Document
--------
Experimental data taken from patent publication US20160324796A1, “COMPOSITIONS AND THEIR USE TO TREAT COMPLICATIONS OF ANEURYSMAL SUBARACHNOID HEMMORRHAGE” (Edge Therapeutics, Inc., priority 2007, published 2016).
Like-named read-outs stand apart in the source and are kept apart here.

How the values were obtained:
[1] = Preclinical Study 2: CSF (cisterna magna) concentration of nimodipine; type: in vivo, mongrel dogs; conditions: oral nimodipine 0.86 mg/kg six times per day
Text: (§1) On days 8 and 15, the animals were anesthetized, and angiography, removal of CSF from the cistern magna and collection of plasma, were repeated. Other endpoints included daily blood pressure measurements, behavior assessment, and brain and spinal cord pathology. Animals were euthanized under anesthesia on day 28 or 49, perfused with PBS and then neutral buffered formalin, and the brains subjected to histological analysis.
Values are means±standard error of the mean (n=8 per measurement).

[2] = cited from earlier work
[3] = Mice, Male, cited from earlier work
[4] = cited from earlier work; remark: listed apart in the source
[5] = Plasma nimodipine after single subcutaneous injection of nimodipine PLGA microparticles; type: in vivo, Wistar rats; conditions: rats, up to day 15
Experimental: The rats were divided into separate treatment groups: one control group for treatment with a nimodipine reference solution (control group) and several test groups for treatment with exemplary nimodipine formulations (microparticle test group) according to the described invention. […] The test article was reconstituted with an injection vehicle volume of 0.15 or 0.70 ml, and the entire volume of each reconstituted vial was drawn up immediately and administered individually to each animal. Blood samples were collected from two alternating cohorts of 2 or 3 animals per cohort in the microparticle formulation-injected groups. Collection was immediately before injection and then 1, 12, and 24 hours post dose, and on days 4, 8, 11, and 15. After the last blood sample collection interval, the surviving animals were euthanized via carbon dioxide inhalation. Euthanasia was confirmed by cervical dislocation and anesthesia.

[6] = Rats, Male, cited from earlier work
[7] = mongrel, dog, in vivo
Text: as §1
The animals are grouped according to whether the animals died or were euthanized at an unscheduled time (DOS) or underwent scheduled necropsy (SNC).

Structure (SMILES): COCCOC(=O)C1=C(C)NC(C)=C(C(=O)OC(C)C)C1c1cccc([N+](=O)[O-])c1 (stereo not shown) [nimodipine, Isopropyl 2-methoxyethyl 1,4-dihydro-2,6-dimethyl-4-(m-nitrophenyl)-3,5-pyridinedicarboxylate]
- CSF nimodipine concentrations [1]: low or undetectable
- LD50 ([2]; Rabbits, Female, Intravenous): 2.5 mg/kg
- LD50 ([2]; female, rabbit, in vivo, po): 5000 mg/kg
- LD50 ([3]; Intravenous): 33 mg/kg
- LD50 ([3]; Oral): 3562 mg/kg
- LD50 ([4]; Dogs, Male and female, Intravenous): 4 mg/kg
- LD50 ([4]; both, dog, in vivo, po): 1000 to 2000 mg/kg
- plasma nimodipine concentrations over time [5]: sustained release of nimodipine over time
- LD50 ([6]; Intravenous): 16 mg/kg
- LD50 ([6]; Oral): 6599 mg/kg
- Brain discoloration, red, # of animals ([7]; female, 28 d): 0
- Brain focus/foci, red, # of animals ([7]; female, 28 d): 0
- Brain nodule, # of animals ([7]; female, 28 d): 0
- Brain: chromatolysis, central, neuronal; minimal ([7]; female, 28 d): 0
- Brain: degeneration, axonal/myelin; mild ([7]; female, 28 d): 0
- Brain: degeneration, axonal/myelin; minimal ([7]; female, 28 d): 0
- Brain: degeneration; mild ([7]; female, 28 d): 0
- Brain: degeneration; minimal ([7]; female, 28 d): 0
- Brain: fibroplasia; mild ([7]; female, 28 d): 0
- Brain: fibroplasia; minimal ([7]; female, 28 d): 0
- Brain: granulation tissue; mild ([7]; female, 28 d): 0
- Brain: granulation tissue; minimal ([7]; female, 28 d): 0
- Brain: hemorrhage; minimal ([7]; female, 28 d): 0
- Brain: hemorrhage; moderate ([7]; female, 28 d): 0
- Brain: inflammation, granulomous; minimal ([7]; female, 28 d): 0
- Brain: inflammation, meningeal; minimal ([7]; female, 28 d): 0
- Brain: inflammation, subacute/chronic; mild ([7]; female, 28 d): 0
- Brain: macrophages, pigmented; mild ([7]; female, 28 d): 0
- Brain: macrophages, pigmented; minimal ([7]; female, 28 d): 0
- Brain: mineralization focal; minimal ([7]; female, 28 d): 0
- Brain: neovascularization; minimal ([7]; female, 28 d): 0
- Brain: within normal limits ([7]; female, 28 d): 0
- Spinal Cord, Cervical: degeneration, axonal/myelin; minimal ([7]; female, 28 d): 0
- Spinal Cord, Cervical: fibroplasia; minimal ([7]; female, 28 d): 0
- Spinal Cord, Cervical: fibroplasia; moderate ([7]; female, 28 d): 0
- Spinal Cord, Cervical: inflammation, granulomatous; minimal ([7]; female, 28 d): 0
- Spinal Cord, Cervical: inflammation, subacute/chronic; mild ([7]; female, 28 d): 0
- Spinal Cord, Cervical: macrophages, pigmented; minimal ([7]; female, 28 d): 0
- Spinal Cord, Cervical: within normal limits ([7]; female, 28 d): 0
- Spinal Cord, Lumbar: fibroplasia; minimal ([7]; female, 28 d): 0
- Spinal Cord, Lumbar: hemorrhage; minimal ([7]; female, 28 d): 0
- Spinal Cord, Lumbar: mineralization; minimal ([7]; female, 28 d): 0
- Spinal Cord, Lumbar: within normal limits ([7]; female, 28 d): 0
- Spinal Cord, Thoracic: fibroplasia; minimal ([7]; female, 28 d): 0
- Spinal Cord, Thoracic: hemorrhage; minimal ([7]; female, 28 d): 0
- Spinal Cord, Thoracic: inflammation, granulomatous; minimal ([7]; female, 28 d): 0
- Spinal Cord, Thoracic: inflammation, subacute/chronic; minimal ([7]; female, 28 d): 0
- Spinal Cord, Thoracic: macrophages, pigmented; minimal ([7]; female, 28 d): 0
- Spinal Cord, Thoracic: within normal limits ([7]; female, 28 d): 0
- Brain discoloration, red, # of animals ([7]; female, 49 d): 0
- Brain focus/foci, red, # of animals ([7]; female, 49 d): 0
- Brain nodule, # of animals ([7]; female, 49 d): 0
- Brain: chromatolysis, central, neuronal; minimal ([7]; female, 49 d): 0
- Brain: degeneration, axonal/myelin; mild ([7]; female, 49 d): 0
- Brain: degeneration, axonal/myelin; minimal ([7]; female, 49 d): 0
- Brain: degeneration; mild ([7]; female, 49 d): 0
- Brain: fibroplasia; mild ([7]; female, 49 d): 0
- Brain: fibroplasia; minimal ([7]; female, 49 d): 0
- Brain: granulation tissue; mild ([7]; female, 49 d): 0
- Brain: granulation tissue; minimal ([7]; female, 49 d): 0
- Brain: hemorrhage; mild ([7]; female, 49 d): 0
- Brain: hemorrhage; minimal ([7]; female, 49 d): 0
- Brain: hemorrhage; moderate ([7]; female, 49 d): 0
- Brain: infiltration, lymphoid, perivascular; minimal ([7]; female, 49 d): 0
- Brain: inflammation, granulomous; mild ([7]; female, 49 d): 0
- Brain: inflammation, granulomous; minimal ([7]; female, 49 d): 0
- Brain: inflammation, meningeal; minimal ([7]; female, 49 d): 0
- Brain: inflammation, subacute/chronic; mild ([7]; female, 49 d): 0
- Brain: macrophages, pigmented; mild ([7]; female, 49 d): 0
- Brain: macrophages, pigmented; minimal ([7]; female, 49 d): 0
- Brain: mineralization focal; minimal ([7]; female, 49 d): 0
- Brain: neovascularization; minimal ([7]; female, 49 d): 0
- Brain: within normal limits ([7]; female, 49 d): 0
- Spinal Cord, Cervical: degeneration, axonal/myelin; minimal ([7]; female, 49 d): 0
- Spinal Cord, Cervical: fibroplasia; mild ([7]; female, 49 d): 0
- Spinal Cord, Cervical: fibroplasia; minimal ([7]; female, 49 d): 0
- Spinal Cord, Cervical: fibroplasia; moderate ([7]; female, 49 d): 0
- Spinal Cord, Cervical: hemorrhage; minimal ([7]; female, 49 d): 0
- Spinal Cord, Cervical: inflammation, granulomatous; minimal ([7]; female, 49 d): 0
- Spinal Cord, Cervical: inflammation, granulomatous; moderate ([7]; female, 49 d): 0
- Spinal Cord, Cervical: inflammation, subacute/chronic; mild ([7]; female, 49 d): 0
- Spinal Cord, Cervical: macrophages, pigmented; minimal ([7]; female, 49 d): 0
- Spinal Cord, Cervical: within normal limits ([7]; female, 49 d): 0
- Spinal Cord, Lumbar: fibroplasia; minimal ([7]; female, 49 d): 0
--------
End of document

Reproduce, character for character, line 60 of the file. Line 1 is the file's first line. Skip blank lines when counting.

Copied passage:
- Spinal Cord, Thoracic: fibroplasia; minimal ([7]; female, 28 d): 0